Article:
Tuesday, 17 February 2015

Old Mainham Church Co Kildare

                                              Above Image: The roadside gate.

                                       Above Image: The enclosure entrance stile

                                             Above Image: South wall doorway

                                                    Above Image: The interior

                                  Above & Below Images: The entrance to the tower

This medieval Church stands in the very ecclesiastically prolific county of Kildare. It was originally run by the Knights Hospitallers and is recorded as being in ruins by the mid 1600’s. Unlike a lot of other churches of its era this one is distinctive by its castle-like tower. The ruins and old graveyard are dwarfed now by a much larger modern cemetery adjacent. There is a roadside stile to enter the modern cemetery and another in the enclosure wall of the old graveyard although the wall is also breached in the eastern side of the enclosure.
The ruins underwent some restoration and this has had an effect of making the exterior look a bit plain and featureless. Nonetheless it is laudable that people took on this work to preserve what remains. The robust tower which is located on the South Eastern corner contains a spiral stair which is accessed by a small lintelled door within the church. Entry to this door was unfortunately inhibited by a locked gate on our visit but I’m sure a key is available. The ruins measure approx. 65ft x 18ft and can be entered by a door in the South wall. All of the walls are still more or less upstanding. This site is also distinctive as being the only mixed graveyard in the country containing some remains of those of the Greek orthodox faith.
I have to say despite the plainness of this ruin I was really quite impressed by it. On first sight and slightly obscured by trees you would almost be convinced you were about to visit a castle. The tower although not terribly tall seems to loom over you especially if viewed from the Eastern aspect. I can only imagine that a tower of this sort was constructed with the defence of the Knights Hospitallers in view. The interior of the Church like so many Church ruins was seen as consecrated ground and subsequently many graves were placed there. Slightly South of the ruins outside of the enclosure is the large Wogan-Browne mausoleum belonging to the Brownes of Clongowes Wood.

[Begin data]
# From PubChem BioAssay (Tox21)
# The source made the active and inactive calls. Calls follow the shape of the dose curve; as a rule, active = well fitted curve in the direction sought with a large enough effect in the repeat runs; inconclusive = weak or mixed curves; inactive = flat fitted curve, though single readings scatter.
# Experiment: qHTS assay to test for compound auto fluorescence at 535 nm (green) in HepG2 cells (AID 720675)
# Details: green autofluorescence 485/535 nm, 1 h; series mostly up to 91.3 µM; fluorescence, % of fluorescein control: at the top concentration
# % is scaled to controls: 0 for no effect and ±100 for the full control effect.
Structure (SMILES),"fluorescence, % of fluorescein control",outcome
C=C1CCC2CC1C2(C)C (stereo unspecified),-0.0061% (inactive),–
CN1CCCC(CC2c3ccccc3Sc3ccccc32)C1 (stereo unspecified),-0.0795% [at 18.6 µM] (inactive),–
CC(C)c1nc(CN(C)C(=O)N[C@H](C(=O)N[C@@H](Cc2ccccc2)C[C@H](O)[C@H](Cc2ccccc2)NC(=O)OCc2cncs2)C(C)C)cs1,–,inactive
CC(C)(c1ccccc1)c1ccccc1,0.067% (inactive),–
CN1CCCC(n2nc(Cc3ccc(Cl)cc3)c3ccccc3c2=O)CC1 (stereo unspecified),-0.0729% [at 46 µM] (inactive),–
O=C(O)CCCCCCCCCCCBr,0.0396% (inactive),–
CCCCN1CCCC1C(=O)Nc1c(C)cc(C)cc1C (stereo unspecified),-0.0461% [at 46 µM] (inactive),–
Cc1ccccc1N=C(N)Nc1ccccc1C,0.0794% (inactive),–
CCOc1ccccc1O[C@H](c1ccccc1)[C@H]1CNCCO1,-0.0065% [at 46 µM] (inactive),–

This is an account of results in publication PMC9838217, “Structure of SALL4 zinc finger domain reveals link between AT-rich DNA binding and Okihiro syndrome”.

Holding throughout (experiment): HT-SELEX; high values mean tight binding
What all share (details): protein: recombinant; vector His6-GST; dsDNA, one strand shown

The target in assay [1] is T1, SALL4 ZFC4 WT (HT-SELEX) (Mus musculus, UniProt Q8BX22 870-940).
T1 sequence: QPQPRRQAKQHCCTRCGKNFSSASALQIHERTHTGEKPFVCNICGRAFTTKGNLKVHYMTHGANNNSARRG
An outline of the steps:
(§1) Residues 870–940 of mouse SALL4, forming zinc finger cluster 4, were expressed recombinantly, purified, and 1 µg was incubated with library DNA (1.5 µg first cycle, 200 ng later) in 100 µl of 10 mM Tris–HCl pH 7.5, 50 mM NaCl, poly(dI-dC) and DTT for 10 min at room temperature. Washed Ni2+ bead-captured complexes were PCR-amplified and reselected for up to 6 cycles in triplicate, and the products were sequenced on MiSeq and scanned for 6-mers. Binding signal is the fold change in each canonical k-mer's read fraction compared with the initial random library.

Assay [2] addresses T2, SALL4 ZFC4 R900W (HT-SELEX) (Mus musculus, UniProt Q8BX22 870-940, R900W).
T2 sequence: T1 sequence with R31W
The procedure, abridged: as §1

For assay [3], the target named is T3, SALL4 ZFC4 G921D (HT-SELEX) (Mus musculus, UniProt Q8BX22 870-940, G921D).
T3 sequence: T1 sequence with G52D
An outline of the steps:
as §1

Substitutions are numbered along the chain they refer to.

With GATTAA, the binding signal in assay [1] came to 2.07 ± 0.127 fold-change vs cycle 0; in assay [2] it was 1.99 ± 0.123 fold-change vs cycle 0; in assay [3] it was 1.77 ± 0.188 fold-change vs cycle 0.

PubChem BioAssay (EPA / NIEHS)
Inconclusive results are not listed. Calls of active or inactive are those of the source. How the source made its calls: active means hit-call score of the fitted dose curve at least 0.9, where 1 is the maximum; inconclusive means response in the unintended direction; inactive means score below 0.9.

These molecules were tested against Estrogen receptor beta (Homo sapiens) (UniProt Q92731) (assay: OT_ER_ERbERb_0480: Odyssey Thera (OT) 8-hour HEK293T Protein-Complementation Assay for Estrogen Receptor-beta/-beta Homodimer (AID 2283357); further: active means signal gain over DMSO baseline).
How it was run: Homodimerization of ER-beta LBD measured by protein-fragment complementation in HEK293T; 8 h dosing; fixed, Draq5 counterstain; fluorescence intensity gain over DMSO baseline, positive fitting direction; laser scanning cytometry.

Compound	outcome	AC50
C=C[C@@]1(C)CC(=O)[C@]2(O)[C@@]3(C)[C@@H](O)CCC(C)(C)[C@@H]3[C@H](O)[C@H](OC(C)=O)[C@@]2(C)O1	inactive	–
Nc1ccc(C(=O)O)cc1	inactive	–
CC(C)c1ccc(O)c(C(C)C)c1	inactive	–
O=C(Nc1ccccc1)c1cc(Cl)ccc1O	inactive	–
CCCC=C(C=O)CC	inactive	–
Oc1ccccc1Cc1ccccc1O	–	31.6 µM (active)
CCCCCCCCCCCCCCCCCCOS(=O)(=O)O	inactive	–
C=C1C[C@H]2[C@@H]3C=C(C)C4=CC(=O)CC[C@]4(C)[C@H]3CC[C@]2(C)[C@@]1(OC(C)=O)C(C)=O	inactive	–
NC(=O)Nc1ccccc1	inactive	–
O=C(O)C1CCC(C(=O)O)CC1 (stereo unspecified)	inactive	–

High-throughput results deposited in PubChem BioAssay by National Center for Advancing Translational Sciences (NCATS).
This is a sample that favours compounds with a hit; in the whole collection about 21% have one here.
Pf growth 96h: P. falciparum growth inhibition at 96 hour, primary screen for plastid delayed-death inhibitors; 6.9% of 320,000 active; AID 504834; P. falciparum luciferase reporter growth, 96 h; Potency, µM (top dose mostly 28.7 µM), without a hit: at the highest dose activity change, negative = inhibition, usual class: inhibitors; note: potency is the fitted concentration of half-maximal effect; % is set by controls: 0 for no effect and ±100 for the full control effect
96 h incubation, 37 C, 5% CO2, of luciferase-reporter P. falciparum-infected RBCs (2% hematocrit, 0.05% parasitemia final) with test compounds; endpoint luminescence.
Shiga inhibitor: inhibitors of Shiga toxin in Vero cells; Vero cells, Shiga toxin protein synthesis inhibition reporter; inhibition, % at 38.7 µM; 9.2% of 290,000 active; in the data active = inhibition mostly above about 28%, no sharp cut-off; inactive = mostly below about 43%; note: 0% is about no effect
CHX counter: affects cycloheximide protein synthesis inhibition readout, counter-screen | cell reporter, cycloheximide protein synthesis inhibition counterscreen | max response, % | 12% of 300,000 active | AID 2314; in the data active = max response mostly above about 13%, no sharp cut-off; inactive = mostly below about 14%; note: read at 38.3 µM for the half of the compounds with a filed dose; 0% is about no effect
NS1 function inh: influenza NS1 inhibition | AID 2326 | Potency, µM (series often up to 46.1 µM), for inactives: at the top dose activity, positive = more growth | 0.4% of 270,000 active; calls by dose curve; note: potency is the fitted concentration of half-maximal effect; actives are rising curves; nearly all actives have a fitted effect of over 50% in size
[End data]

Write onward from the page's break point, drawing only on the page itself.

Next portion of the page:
So all in all I found it an interesting visit and well  worth a look if you are in the area. I will certainly return again soon to hopefully gain access to the tower.
To find the ruins take the R407 Northwards out of Clane and drive for approx. 3KM and you will spot a white sign on the grass verge on your left which states “Caution Cemetery entrance ahead”. About 100m past this is a right hand turn that leads directly to the graveyard entrance gate and stile. You can park safely enough at the gate.


  1. This seems to be a very unusual building. Do you have any idea when it was constructed? Is it still in use as a church today?

    1. Hi Libbie

      It was constructed more tha likely in the 14th century but has been in ruins since the mid 1600's and is no longer in use. The interior is now being used as a place for graves.

  2. Im looking for a grave i believe my uncle could be buried here but were not sure and my mother is trying to locate his grave he would of been 6 weeks old when he died in 1939 edward cross

    1. Just before Mainham Cemetery you will find the Cribbin home. Mrs Cribbin has all the grave records going back to the 1930s. She will assist you regarding Mainham and Clane Graveyard. Hope that helps!

    2. Bear in mind that many children that young are not mentioned on headstones. The truth can only be found in the written records.

  3. Lord Walter Fitzgerald described one of the memorials at Mainham, saying: 'By the side of the little trefoil-headed window of the chancel is a small circular mural table with the following inscription: Here lieth ye body of Margrate Dilon who deceased February ye 7th 1816 aged 68 years & also ye body of Danniall Byrn who deceased May ye 30 17[?]8 aged 77 years. Erected by Barnaby Byrn. A small coat-of-arms, of the O’Byrne family is cut in relief below the inscription...' The year that ‘Danniall Byrn’ died is unclear but if the ‘Margrate Dilon’ who is buried with him, is his married daughter, as seems likely, then he may have died in the 1760s or later. The monument itself, however, must date to 1816 or soon after when it would have been commissioned by Barnaby Byrn, presumed son of Daniel Byrn and brother of Margaret Dillon (1748-1816). The armorial design appears to depict a bordure and although it is difficult to make out, the mermaid could be holding a dart rather than a comb. If this is the case, it may be that this Daniel is a grandson of Daniel Byrne of Timogue (d.1684). The memorial shows some degree of artistic inventiveness as the mermaid crest has been placed on the field of the shield rather than above, although a helm is present.